I. Nehemiah 2:9-3:32 The Work Begins
II. V9-10 Nehemiah actually goes
A. V9, “Then I went” It is one thing to have concerns for others, pray about, talk about doing something, even get a plan ready to go… then its another thing to actually get up and go. Many people will do all the first things, then stop short of actually going.
1. It is 800 miles from Persia to Jerusalem (4 months?). This is a long hard journey, but we are not told about it… only that he went.
2. Nehemiah’s foresight pays off, he uses the official letters he was sent with to gain access to the land. But the king went above and beyond what Nehemiah asked and gave him an armed escort. Nehemiah is much more of a practical man then Ezra had been (Ezra had refused an armed escort showing faith in God).
a) There are two views in how God provides, Ezra shows us one perspective and Nehemiah shows us the other perspective. Ezra decided God Himself would protect him, Nehemiah felt the same I am sure but probably saw the armed guard as God’s protection. One is more of a purely spiritual perspective, the other is a very practically spiritual perspective. I tend to relate to God as Nehemiah did.
b) The book of Nehemiah is all about being spiritual in very practical ways. Yes we should trust God for all things, but Nehemiah shows us that we still have human responsibility. Just because you accept an armed guard does not mean you don’t trust God, it just might mean you trusted God and he provided an armed guard.
c) Since Nehemiah was an official in the Persian Government he may not have had a choice but to accept the armed guard. He could not risk offending the king by rejecting a guard after the king had done so much to help Nehemiah. It seems like the King went above and beyond Nehemiah’s request for resources and even makes him the governor of Jerusalem, which may have also been why he had a guard.
B. V10, Opposition Surfaces Immediately
1. Notice that the opposition to the work of God came once Nehemiah actually set out to go and do something. This is often how Satan works. He will let you talk and pray about something, but you try to step out and do something for God… that’s when he is going to oppose you.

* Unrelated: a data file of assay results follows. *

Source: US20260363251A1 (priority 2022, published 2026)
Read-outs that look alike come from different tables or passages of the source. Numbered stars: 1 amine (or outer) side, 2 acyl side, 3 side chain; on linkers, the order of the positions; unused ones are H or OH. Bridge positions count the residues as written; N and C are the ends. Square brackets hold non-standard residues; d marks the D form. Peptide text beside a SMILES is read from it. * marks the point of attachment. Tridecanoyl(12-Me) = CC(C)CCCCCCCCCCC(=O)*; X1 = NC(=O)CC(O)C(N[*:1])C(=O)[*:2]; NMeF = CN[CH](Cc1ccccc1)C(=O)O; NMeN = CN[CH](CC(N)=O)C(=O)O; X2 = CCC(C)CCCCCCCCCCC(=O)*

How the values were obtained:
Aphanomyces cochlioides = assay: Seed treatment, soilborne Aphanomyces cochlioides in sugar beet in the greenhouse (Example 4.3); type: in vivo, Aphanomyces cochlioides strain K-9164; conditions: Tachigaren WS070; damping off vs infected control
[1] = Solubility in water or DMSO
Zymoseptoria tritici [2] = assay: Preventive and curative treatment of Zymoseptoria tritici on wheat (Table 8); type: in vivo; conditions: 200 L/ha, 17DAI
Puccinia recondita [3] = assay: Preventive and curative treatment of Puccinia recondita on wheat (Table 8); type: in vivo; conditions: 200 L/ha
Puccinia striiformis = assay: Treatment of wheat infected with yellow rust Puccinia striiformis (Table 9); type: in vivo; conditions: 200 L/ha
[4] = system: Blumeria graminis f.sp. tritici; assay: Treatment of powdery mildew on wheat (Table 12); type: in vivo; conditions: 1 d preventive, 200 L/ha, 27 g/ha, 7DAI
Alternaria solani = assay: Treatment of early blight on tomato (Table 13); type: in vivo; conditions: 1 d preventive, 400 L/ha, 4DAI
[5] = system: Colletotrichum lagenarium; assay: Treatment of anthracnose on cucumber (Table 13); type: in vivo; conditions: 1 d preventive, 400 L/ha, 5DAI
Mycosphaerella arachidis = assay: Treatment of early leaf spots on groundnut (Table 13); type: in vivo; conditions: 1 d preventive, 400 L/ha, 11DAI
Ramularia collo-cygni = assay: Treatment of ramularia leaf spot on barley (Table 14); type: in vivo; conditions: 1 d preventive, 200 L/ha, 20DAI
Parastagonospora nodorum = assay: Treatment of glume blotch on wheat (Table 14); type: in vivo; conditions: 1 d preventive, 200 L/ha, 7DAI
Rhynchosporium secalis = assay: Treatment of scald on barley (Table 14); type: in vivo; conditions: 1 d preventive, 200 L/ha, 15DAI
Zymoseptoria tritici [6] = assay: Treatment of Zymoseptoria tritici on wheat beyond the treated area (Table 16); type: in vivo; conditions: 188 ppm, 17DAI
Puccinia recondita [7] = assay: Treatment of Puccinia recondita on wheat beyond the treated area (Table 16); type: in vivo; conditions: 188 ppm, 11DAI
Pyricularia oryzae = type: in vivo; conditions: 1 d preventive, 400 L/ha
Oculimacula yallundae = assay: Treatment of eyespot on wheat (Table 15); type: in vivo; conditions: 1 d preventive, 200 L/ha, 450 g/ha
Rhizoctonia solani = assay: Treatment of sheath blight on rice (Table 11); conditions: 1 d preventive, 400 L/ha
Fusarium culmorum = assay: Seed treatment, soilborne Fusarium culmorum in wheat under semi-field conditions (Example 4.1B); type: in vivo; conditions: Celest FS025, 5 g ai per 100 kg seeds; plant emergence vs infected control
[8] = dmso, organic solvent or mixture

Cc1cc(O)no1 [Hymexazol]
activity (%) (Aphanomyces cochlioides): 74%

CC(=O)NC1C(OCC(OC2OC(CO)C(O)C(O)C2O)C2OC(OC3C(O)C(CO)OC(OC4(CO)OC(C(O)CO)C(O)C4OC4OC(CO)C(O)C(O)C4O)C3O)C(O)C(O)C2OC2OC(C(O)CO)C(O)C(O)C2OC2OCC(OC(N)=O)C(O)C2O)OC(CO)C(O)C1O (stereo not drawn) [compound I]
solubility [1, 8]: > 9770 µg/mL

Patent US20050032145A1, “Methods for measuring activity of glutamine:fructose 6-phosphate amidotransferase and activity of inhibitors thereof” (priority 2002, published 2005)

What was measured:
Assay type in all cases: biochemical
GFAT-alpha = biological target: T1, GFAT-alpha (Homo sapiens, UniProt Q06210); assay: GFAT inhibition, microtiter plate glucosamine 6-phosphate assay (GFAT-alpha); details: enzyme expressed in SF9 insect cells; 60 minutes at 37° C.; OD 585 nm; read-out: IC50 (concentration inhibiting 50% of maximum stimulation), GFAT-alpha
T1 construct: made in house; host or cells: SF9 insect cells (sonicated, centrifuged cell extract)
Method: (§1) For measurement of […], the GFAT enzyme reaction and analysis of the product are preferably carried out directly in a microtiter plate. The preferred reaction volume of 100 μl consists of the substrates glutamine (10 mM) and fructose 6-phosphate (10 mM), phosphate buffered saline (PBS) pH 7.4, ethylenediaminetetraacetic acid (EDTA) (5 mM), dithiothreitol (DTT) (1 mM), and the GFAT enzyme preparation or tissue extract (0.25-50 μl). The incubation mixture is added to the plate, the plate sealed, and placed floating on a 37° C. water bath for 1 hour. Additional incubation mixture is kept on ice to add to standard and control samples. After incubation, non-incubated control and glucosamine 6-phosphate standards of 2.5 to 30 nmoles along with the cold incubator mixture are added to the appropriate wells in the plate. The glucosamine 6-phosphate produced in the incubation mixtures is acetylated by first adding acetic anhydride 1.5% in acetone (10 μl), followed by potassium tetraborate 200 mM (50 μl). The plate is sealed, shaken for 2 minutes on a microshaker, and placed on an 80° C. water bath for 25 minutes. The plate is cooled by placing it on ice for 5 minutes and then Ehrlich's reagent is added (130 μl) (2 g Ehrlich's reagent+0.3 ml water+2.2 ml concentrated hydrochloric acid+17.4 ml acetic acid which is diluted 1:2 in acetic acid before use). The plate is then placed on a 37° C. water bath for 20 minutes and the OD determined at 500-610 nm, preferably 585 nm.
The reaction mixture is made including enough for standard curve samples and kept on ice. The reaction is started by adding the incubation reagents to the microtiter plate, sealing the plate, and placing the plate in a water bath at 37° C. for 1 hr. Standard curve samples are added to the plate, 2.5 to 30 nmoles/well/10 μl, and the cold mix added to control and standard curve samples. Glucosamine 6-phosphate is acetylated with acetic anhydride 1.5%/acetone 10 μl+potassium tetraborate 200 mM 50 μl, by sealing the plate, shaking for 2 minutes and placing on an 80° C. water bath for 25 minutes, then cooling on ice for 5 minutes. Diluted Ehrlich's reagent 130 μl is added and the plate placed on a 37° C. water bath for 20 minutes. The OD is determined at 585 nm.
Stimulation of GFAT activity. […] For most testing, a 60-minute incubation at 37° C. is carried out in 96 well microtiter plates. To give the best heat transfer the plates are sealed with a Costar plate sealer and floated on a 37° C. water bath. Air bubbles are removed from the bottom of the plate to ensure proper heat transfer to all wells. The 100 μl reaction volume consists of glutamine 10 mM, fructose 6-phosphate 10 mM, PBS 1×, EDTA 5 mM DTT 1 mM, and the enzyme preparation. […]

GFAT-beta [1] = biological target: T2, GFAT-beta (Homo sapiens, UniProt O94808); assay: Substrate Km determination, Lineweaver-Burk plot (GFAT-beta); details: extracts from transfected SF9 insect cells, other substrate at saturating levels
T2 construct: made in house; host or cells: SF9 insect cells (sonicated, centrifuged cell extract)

a) If there is an absence of opposition in your life you may want to ask yourself if you are really even a threat to the enemy. If all things are smooth in your life and it seems like everything goes the way you want it to, that’s not always a good sign.
b) Equally, if you are experience opposition and it correlates to you stepping out to follow God then be encouraged, its conformation that you are doing the right thing.
2. We meet the first two antagonists here in this verse, and they will be with us through the rest of the book. Sanballat and Tobiah.
a) “Sanballat is a Babylonian name meaning “Sin (the moon god) has given life” and probably suggests that his ancestors were among those foreign people who settled “in the towns of Samaria to replace the Israelites” who had been taken to Assyria in the eighth century. These deportees brought their own gods and intermarried with northern Israelites, with the effect that, in time, “while these people were worshipping the LORD, they were serving their idols”. It was the spiritual apostasy which troubled Nehemiah, as it had Ezra. We will meet the issue of pluralism later in the book. At this stage it is enough to note that it accounted for Nehemiah’s resistance to any idea that these Samaritan people might share in the rebuilding project.” The Message of Nehemiah, Raymond Brown
(1) Sanballat could have been part Jew and part foreigner, forming what later became the Samarian people we meet in Jesus’ day. He was the governor of Samaria, and it is possible that before Jeremiah his political power included sway over Jerusalem.